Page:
Definition of motley in English:



  • 1Incongruously varied in appearance or character; disparate.

    ‘a motley crew of discontents and zealots’
    • ‘The clerk looked from Ben to the parcels, as if debating momentarily with himself quite what he should do with the motley little collection of brown paper packages.’
    • ‘Accompanied by five other friends, we were a motley group ourselves, due to the multiple nationalities represented, as well as the fact that half of us are vegetarians.’
    • ‘Elsewhere, gun fanciers can pay as much as 1,000 for 800 rounds of ammunition to blast away at a motley variety of banged-up cars, buses and boats with a .50-calibre heavy machine gun.’
    • ‘Dozens of giant steel animals will be pulled through the streets by a motley crew of characters.’
    • ‘It's definitely a ‘local's local’, with a motley crew of characters young and old.’
    • ‘As war loomed in August 1939, Joyce could easily have found himself interned on the Isle of Man, along with a motley crew of British fascists and enemy aliens.’
    • ‘In contrast to this perception, Miller paints a more realistic portrait of a motley and often fractious group of militants.’
    • ‘We're down from one hundred to a mere twenty-one, and a motley, ill-assorted collection they are, too.’
    • ‘I look at everyone and everything around me in the sea of motley colors vibrating in the room.’
    • ‘Alas, when we went on stage that night it was to the usual motley bunch of our mates, girlfriends and hangers on.’
    • ‘Again, the motley views expressed over the past decade or so reflect different theoretical assumptions.’
    • ‘Whatever pedestrian space was left would be jammed with a motley, jostling throng of buyers.’
    • ‘A motley little crowd of regulars braved the pouring rain and turned up.’
    • ‘In the film, the young novice Viridiana does her utmost to maintain her Catholic principles, but her lecherous uncle and a motley assemblage of paupers force her to confront the limits of her idealism.’
    • ‘So there we were last night at Brandon's bar in the Arcade — a motley collection of journalists and political hangers-on.’
    • ‘A motley crew of hapless musicians and street performers are seen trying to cheer up citizens in what appears to be a breadline.’
    • ‘By 1998, the BJP had recognised this only too well, cobbling together a motley, and ideologically disparate, bunch of allies.’
    • ‘The public bar was often filled with a motley, but mostly friendly, assortment of bikers and metalheads.’
    • ‘Assembling a motley crew of accomplices, their poorly conceived plans would be laughable were they not so deadly and, ultimately, tragic.’
    • ‘Set in medieval Asia, it follows a motley crew of diplomats, soldiers and slaves from the kingdom of Koryo as they are rejected and exiled by China's ascendant Ming lords.’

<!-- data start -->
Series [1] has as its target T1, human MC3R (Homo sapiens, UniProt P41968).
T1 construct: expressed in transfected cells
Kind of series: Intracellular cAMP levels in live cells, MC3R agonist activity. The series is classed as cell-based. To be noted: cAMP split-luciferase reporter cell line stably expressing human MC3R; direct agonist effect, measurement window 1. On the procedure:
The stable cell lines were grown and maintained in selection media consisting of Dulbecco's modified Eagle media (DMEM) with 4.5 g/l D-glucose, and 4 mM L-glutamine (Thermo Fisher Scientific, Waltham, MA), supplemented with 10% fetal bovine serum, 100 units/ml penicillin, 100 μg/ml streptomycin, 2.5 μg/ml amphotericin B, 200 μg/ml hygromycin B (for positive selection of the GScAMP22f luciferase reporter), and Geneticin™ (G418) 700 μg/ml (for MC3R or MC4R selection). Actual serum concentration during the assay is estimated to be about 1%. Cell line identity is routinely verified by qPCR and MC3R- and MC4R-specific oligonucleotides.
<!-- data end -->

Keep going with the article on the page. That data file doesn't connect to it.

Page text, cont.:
miscellaneous, disparate, diverse, assorted, sundry, varied, mixed, diversified, heterogeneous
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  • 2archaic (of clothing) made up of a variety of colours.

    ‘they wore the motley coat of jesters’
    • ‘The ceremony was boring other than seeing faculty and the bishop dressed in their finest motley garments.’
    multicoloured, many-coloured, multicolour, colourful, particoloured, many-hued, variegated, harlequin, kaleidoscopic, rainbow, psychedelic, prismatic, polychromatic
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  • 1[usually in singular] An incongruous mixture.

    ‘a motley of interacting interest groups’
    • ‘Going in, I had expected the usual motley of anti-globalization radicals, but the group I was with was a fairly polished, young, professional-looking bunch.’
    • ‘Within the walls of the keep were a motley of low, stone buildings that housed the garrison, supplies, and mounts of the soldiers, engineers and tradesmen that made up the residents of the fortress.’
    • ‘Now we have a motley of cultures and religions to teach our children.’
    • ‘Chiefdoms are marked by a motley of villages dotted around them.’
    • ‘Michael's first album ‘Missing You’ features an odd motley of styles carefully woven together and united by a great singing voice.’
    • ‘This massively influential music producer has spawned a whole motley of lesser soundalikes with his pioneering electronic sounds.’
    • ‘She had faith in a motley of astrologers and psychics, and it is perhaps a standing reproach that they failed to signal danger.’
    • ‘At the first shop Pam and I settle for a motley of 50s cutlery and kitchen tools.’
    mixture, assortment, collection, selection, assemblage, medley, miscellany, melange, mix, variety, motley collection, mixed bag, patchwork, pastiche, blend
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  • 2historical [mass noun] The multicoloured costume of a jester.

    ‘life-size mannequins in full motley’
    • ‘He is remarkable only for wearing his hair like a fool - literally looking like some doleful court jester in black and white motley with a fright-wig hairdo.’
    • ‘The deformities of his body are magnified by his motley, and his glassy eye stares all the more blankly for the surrounding grease paint.’
    • ‘Clad in red, yellow, and green motley, he smirks at us through his fingers in the traditional gesture of one who ‘looks the other way’ in the face of wrongdoing.’
    • ‘When the Duchess of Newcastle appears in public in outlandish attire or publishes her original views on women's position in society, she is not dressed in motley.’
    • ‘She snorted at the thought - if he truly had convinced himself that she was blind to his double-faced ways, he was more of a fool than those who wore motley and feathers and danced for ladies.’
    • ‘I liked the mice in suits of armour and the Mouse King in red-and-gold motley.’


Late Middle English: of unknown origin; perhaps ultimately related to mote.